This past Saturday, Little Locathor, my husband, and I shared an intimate family celebration. An exceptional wine (and a little blood orange soda for Thor) accompanied Niman Ranch rib chops fit for a king (and a queen and a few other royal members). I hand cut and fried potatoes to dip into a chive flavored béarnaise sauce. We opened a few Christmas presents since we’ll be travelling this holiday and finished up with a chocolate soufflé. It was a special evening, not due to the deliciousness of the wine or the richness of the food, but instead because of the dramatic contrast to how I’d spent this particular evening in years past.
Over the last five years, I had a standing date on December’s second Saturday: cooking for 150 mostly Republican guests out of a suburban garage. You see, since 2005, in addition to running Purple Asparagus I’ve owned a boutique catering company. While the previously mentioned party was the company’s most lucrative event, it was also the most stressful. Money is no object for these clients and their values, well, they don’t hew closely to mine, not in food, nor in many things. So the news of their decision to hire a new caterer was not unwelcome. The sadness of the story, however, is that these weren’t just clients. The wife was also my former business partner, one of my husband’s closest college friends, and my son's godmother.
A rift in the relationship had been growing over several years, precipitated by miscommunications and perceived and actual slights. But, ultimately, the relationship was sunk by the chasm created by divergent world views. Unfortunately, all the adages about money applied here – money can change you but it cannot buy you happiness.
Saturday’s dinner was thus a sort of goodbye to a relationship soured. It was also a way to honor transitions and life that doesn’t stand still.
I once read that career counselors suggest reevaluating your professional circumstances every five years to determine whether they continue to meet your values. A little over five years ago, I left the law. While my big firm partner income helped with our temporal needs, the work left me unfulfilled. Now, I’ve reached a similar point of transition.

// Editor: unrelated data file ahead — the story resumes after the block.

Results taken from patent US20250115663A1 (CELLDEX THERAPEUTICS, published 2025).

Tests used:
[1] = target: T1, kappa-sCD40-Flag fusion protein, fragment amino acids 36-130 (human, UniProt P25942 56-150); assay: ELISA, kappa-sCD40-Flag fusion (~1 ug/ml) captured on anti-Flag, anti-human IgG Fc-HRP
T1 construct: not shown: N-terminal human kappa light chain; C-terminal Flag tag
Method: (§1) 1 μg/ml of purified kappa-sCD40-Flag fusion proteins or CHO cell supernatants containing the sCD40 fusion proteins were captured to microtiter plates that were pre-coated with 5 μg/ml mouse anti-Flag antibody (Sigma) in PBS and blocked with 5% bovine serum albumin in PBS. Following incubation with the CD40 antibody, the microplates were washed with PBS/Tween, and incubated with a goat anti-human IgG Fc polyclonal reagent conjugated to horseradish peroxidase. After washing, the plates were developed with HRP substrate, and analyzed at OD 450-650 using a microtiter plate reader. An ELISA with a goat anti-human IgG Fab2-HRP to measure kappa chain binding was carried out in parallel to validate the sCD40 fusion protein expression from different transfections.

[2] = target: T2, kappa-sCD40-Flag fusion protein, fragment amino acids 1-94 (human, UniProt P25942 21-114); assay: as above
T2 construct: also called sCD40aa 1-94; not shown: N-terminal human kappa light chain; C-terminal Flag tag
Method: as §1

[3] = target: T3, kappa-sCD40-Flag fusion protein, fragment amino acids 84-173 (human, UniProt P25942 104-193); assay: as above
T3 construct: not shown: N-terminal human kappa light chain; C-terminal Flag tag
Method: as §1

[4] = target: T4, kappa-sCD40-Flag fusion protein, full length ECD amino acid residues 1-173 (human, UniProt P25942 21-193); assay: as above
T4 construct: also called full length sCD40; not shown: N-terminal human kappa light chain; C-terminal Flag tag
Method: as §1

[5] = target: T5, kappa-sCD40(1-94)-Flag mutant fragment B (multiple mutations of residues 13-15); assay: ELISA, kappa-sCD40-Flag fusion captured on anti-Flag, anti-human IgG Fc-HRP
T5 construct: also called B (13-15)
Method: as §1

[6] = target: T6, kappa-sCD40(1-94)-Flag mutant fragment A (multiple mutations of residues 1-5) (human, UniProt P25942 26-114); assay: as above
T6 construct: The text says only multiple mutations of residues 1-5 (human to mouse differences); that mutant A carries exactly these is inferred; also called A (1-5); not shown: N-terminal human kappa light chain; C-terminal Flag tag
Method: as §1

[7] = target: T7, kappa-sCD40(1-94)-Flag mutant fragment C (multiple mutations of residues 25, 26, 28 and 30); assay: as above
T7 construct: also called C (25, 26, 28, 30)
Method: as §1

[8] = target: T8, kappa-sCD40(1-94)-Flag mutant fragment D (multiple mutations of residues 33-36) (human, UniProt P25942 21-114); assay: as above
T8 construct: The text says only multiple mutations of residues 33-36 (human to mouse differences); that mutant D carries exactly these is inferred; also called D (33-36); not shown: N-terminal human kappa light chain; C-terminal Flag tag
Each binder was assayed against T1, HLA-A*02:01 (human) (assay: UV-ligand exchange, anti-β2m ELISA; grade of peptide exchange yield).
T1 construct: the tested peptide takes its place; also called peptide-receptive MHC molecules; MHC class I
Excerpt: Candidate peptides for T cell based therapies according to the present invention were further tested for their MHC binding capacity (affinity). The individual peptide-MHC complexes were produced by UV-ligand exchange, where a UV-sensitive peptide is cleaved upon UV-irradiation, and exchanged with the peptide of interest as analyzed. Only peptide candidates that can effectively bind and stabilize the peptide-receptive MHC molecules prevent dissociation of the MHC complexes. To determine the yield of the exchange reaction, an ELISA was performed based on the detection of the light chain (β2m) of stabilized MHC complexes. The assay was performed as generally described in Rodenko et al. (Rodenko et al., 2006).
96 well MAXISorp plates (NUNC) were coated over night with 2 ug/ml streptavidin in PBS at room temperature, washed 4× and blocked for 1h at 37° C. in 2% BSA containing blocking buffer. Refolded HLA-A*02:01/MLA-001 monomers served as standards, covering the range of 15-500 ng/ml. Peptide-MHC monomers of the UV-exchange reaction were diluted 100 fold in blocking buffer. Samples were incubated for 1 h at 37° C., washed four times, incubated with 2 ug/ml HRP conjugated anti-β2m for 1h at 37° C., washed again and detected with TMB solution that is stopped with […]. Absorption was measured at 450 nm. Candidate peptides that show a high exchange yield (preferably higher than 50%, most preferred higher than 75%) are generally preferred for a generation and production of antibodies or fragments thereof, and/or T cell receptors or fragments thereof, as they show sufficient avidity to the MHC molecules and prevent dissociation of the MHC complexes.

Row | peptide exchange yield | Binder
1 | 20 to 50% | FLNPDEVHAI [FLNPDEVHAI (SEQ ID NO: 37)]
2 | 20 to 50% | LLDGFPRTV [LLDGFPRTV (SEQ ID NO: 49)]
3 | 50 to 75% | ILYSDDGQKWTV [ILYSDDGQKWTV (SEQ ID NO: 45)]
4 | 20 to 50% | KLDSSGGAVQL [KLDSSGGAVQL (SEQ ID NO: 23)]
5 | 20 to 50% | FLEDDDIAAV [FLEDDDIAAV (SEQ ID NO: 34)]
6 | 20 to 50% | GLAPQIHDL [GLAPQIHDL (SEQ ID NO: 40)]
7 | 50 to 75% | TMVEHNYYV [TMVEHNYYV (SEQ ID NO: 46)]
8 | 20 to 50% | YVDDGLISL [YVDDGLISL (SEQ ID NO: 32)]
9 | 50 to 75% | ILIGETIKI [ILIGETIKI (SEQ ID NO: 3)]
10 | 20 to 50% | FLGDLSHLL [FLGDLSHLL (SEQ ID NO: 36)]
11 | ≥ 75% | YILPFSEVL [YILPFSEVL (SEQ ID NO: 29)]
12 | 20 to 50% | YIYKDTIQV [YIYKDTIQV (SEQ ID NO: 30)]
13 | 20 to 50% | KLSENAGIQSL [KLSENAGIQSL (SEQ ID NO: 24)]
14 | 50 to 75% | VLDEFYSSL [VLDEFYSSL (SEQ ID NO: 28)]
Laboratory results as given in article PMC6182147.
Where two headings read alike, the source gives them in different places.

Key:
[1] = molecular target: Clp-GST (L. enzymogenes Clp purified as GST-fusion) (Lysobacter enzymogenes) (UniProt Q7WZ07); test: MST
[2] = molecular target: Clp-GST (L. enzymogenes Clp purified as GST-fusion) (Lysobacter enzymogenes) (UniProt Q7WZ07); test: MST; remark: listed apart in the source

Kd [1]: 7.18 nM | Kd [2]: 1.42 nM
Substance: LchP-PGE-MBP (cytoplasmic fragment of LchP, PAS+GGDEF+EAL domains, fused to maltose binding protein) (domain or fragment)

Over the past year, I’ve been moving further away from catering. With the burgeoning demand for Purple Asparagus’ services, I had little choice. For the first few years, I could deftly balance the needs of Purple Asparagus with whatever suitable catering gigs came my way. That’s no longer the case. Managing volunteers, teaching classes, developing partnerships, and seeking out funding is how I now spend my days. And those days are more than full.
Transitions are exhilarating, cleansing, heart wrenching, and enlightening. They also help you see things clearly, especially yourself. I’m a perfectionist, always have been. I married a perfectionist, and worst of all, between the two of us, we’ve birthed one. Like Mike and I, Little Locathor has a bad habit. While many things come naturally to him, the things that don’t he’s very cautious about. So cautious that, until he feels completely confident, he’s hesitant to try them. It feels painfully familiar to me.